The ALDE Party Congress in London

, by Claire Darme

The ALDE Party Congress in London

The Alliance of Liberals and Democrats for Europe has been meeting in the centre of London for three days, from the 28th of November to the 30th of November. Organised by the UK Lib Dems and the ALDE bureau in Brussels, this Congress took place at a time of questioning and challenges for the European liberals.

A congress under the shadow of national politics

Even though speakers kept reminding the audience that the Liberals were doing well in Europe, with several Prime Ministers or deputy-Prime Ministers, seven Commissioner and recent electoral success, the current situation of national politics were present throughout the plenaries debates. Most of the delegations have to face growing influence of nationalism back home, and this Congress was for Nick Clegg an occasion to re-asses the Lib Dems’ will to fight UKIP and stand as an ‘unambiguously pro-European’ party during the upcoming elections in the UK, inviting his counterparts throughout Europe to do the same.

As the discussion over the 2014 ALDE manifesto went by, national redlines became visible, reflecting the various elements which make current national politics throughout Europe. The delegation from German FdP for instance, who recently suffered an extreme backlash in national elections received support from other liberal parties. However, the tense national situation was particularly salient when the discussion came to the Eurobond, which the FdP did not want to see in the ALDE manifesto for 2014. Similarly enough, it was quite clear that the British Lib Dems would not approve of references to rebate and other re-equilibrating budget mechanisms in the manifesto. The draft proposal made little references to Green economy and environment, and delegations had to find compromise wording over the topic. The question of own resources and the size of EU budget also created divisions among the delegations, with amendments to the manifesto passed sometimes by a dozen of votes out of several hundreds.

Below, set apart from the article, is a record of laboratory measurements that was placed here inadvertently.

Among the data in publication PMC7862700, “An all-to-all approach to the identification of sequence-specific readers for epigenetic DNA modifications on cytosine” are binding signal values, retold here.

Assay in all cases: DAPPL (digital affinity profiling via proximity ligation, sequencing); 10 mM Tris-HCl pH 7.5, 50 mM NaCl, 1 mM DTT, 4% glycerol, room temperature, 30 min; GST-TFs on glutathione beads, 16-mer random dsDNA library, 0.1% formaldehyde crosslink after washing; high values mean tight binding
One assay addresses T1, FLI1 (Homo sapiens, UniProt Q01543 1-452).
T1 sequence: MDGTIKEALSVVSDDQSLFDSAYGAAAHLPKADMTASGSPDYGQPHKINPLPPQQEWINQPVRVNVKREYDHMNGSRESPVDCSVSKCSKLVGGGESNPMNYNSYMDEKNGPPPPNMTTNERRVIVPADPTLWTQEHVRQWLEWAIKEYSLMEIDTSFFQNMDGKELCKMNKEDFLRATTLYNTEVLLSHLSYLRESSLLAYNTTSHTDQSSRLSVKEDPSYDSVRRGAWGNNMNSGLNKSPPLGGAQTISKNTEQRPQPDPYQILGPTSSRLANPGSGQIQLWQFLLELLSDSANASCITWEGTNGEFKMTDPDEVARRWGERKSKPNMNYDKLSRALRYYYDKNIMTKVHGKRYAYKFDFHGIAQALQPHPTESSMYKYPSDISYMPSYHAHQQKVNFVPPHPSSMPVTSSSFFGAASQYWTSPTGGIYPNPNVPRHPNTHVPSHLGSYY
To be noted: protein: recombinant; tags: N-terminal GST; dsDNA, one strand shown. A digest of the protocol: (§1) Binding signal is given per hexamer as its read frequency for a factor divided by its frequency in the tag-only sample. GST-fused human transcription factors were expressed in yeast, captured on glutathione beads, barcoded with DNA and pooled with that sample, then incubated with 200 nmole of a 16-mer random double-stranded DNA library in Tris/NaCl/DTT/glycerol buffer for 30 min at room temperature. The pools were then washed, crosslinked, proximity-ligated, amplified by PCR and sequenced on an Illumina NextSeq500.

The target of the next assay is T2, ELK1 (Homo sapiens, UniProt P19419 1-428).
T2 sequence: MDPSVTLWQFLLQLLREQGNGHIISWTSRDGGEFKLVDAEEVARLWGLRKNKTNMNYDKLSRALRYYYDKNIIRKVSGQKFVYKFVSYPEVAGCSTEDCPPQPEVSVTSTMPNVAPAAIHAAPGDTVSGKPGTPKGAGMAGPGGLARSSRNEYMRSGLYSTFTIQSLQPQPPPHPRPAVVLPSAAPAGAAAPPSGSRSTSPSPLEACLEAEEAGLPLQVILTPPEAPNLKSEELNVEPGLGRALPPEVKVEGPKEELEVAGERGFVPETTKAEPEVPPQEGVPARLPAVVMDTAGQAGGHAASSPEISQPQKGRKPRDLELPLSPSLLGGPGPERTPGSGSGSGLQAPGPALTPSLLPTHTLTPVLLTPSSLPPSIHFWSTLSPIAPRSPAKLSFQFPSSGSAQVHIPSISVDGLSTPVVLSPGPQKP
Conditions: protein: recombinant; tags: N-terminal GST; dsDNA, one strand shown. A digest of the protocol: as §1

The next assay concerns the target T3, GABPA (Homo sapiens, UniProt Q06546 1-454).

At the end of a hectic plenary where the electronic system of vote crashed, the manifesto was nonetheless adopted with quasi-unanimity – minus a few abstention from German FdP. Two emergency motions were also adopted: on Ukraine, pushed by the Ukrainian delegation, and one on drones, pushed by the British Lib Dems.

The ALDE, which vision for Europe?

How revealing is this manifesto of the ALDE vision for Europe? As reminded by the Chair during the plenary, the manifesto is meant to be a broad framework within which national parties can pick and choose elements for their own campaign. It is up to them to decide to go further in some areas and do less in others, adapting their manifesto to their own lines and various political context. The ALDE is an “alliance” more than a “block” and therefore it can be expected that the ALDE manifesto will be a reference document national parties will play with more than anything else.

A general feeling at the end of the Congress was that debates were marked by national concerns more than European vision. Nonetheless, it was quite clear that this Congress was also the starting point of the procedure of choice of the ALDE head of list for the European elections, and candidate for the Presidency of the Commission. Guy Verhofstadt and Olli Rehn have both already started their campaigning – making various intervention and speeches in fringe events for instance. On this point more than on any other, there is someone in the ALDE party with a strong European ambition.

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